New restrictions on China’s national security imposed on Hong Kong could lead to the revocation by the United States of the “special status” of the former British colony under US law, which would have far-reaching consequences for trade and investments.

US companies oppose any change in Washington’s recognition of Hong Kong as a sufficiently autonomous city, where top US companies have access to China and Southeast Asia, and where bilateral trade is flourishing in various sectors of the economy. , from wine to financial services.

A new US law requires the State Department to certify at least once a year that Hong Kong, which last year saw widespread protests over China’s extradition plans, retains sufficient autonomy to justify favorable US trade conditions. . President Donald Trump warned Thursday that Washington could react “very strongly” to China’s new restrictions.

Here is a look at some of the consequences of a change in that status.


Revocation of the special status would cause problems for the more than 1,300 American companies with business operations in Hong Kong, including almost all of the major financial companies in the United States. The State Department said 85,000 American citizens lived in Hong Kong in 2018.

Visa-free access to Hong Kong could revert to strict Chinese visa regulations, preventing business travel and the approval of work visas.

In 2018, U.S. foreign direct investment stocks in Hong Kong totaled $ 82.5 billion, an increase of $ 1.2 billion that year, according to data from the U.S. Department of Commerce. Hong Kong’s investment in the United States increased by $ 3.5 billion in 2018 to $ 16.9 billion.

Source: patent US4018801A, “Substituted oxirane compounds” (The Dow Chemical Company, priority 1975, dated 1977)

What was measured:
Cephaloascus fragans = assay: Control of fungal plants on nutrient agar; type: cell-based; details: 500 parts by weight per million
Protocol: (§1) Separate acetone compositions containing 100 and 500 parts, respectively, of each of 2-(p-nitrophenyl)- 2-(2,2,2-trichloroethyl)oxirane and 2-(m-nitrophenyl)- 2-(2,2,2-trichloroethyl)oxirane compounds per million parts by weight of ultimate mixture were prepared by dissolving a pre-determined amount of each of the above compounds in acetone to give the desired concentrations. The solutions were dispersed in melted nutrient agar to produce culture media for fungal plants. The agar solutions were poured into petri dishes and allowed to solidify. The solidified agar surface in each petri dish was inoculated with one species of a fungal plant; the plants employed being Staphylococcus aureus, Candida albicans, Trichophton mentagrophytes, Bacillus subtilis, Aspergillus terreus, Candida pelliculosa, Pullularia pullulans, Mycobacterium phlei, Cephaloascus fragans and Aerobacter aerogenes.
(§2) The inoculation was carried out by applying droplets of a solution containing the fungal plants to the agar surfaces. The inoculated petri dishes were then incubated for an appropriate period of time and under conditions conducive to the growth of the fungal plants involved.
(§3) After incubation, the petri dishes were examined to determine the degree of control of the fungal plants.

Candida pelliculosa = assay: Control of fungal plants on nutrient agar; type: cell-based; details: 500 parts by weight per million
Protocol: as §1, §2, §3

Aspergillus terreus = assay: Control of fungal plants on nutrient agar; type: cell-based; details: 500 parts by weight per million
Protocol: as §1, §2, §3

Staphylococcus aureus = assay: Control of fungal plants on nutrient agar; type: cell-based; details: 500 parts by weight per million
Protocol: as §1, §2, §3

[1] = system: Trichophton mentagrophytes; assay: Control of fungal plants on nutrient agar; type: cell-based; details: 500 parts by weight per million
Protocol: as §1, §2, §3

Hong Kong’s autonomy, civil liberties, the rule of law and access to China make it attractive to international companies, and a change in that status could push some American companies to costly relocations to other parts of the region.

“Many American companies invest in Hong Kong because of its special status, its geographical location, and its market-based economic system,” the US-China Business Council said in a statement. “Any change in this status quo would irreparably harm the interests of American global business.”


Some $ 67 billion in annual trade in goods and services between Hong Kong and the United States could be jeopardized as Hong Kong would lose its lowest US preferential rate.

Hong Kong is treated separately from mainland China’s most managed economy, and its exports to the United States are treated differently. Hong Kong has a zero tariff rate on imports of goods from the United States, which could also be at risk.

Hong Kong was the source of the largest bilateral goods trade surplus in the United States last year, which totaled $ 26.1 billion, according to data from the United States Census Bureau.

According to the Hong Kong Department of Commerce and Industry, in 2018 the former British colony was the third largest export market in the United States for wine, the fourth for beef and the seventh for all agricultural products.


The revocation by the USA Hong Kong’s special status would be seen by Beijing as an interference with its sovereignty, and China has previously threatened to “take strong countermeasures.”

Eswar Prasad, a professor of commerce at Cornell University and former director of the China department of the International Monetary Fund, said Hong Kong is a “hot” political and economic issue for China, much like the US sanctions. to the Chinese telecommunications giant Huawei Technologies Co Ltd.

A precarious trade truce between the US and China, already tense with Trump’s anger against China over the coronavirus pandemic and a slow start to Beijing’s purchases in the framework of Phase 1 of the trade agreement between the two countries could collapse in new tariffs and counteract sanctions, said.

The United States also maintains export control offices and academic exchanges in Hong Kong separate from mainland China. (Reporting by David Lawder Edited by Paul Simao) .. Translate serenitymarkets